Appearances can be deceptive when it comes to new Lancers women’s badminton coach Jennifer Ho. Although small in stature, softly spoken and unassuming in nature, Ho is up for any challenge in her new role and expects nothing less from her young proteges.
The Vietnam native is process-oriented and values-based in her approach, citing commitment, teamwork, conditioning and fun as the main make-up of her coaching philosophy. Ho isn’t one to make bold statements or predictions about the upcoming season, instead choosing to foster and cultivate her team and let the results take care of themselves.
“Of course I’m very competitive, I would like to win,” Ho said. “But if the kids are trying their best then I’ll be grateful. My goal is to put 110% to the team and make sure they’re having fun, but yet work hard and winning of course is my goal-but I’ll appreciate everything they put in.”
PCC’s Athletic Director Tony Barbone was faced with an unexpected dilemma when four-time South Coast Conference Coach of the Year and former women’s badminton coach Bill Sanchez decided to leave the Lancers family.
“Coach Sanchez who did a great job with our program the whole time he was here, decided to not continue. Jen came to mind immediately,” Barbone said. “The thing that Jen brings is she just has an unbelievable passion for young people, she loves to surf, she loves to help, she loves to teach, she loves to instruct. Those are innate qualities that she brings to the table, not that they didn’t exist prior. I think we’re fortunate to have someone that has the background Jen has.”
The Lancers badminton program has carved out a steep tradition since its inception to the SCC in the year 2000 and has won 10 conference titles under Sanchez and Bonnie Lee, the inaugural coach. In 2010 Sanchez guided PCC to the state championships, but fell to San Francisco CC in the final. He also coached Angie Ortiz in 2012 to the school’s first state singles title.
Ho knows she has been entrusted with a highly successful and respected program that demands a great deal from its players, but most importantly from its rookie head coach.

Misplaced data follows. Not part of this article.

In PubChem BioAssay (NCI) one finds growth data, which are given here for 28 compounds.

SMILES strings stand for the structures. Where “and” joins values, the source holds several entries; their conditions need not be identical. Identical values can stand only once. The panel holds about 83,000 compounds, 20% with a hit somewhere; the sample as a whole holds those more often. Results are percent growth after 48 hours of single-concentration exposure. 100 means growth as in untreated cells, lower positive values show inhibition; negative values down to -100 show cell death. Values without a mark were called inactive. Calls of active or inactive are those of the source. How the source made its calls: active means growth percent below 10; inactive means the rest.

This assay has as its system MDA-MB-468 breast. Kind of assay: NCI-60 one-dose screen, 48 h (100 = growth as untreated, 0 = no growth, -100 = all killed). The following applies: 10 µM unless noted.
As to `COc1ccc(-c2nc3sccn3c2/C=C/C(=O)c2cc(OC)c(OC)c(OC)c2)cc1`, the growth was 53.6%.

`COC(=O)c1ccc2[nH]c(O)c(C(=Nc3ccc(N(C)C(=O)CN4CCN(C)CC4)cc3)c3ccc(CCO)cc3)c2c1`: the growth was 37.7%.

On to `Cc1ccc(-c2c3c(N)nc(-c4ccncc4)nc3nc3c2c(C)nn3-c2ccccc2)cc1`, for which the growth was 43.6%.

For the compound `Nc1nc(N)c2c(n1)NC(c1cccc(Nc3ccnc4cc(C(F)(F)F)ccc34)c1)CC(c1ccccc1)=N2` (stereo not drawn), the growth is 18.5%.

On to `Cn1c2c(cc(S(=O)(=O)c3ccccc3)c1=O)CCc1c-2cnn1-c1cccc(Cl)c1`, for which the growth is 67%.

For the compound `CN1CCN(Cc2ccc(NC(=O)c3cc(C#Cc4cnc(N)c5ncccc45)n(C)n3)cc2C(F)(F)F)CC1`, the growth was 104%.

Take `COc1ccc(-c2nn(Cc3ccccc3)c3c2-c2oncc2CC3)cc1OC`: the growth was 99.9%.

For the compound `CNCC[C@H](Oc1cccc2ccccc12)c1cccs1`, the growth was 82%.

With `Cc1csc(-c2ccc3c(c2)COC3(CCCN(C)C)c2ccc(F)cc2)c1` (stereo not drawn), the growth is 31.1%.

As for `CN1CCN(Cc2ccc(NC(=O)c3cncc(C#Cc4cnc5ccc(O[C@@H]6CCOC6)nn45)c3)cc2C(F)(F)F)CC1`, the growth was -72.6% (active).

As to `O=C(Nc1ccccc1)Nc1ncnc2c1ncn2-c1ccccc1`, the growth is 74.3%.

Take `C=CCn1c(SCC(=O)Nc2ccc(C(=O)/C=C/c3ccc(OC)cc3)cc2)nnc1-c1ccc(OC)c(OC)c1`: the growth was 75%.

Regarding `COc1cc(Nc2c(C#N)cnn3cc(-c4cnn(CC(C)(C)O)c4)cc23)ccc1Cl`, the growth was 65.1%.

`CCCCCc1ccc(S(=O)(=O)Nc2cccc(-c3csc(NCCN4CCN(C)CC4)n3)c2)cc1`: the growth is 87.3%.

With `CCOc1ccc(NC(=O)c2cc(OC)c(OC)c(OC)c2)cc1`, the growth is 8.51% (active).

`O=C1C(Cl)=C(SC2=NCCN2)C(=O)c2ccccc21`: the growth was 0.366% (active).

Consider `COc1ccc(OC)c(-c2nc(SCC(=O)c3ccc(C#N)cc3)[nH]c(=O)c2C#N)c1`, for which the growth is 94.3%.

“I know PCC has a very good record in Badminton. I want to try my best to keep it the way it is. I do have a group of great student athletes that Coach Sanchez left me. I know it’s going to be tough to maintain, but I’ll try my best,” Ho said.
East L.A. Community College has won the SCC title back-to-back the last two years thanks to exceptional tactics and guidance from nine-year veteran head coach Qui Nguy. In that time, the team has beaten the Lancers six out of eight times.
“Every year East LA is our main rival,” Ho said. “It’s been like that for the last 10 years. Our first match is against ELAC, they’re very competitive and the past two years we’ve been losing to ELAC. Their coach is doing a good job over there.”
According to Ho, the two players who are likely to produce standout performances this season are freshmen Sandra Maw and Rebecca Tzou, who have exhibited impactful leadership traits and sharp footwork and admirable work ethic during pre-season training.
“Rebecca is very determined, leadership in her is what I like. I can see just her footwork and I know she has been playing way before she even got here, so she probably came with natural talent,” Ho said.
“Sandra is pretty quick and I was hoping those two would lead us far this year,” she added.
Ho strikes a crucial balance between a strict disciplinarian, shrewd technician, an uplifting motivator and an influential mentor who integrates the right mix of enjoyment into the team on and off the court.
The team has been able to build camaraderie and gain a better understanding of each other’s personalities by sharing in team dinners and parties organized by their devoted coach. Ho’s extensive dedication doesn’t end there, as she spearheaded a crucial fundraising campaign that will allow her team to gain the necessary funds to cover uniforms, equipment and travel expenses.
Maw and Tzou points out Ho’s major strength as her ability to get the best out of each player by enforcing unrelenting discipline while creating an infectious atmosphere that enables the team to work together in sync.
“Jennifer is really strict, which I enjoy,” Ho said. She gets everyone working. If you don’t work, then you’re off the team, which some people might feel like that’s really aggressive but that’s what needs to be done.”
“She’s strict, that makes us try harder than we’re supposed to. Everyone is sometimes easy on themselves, but Coach Ho pushes us to do our best,” Maw added.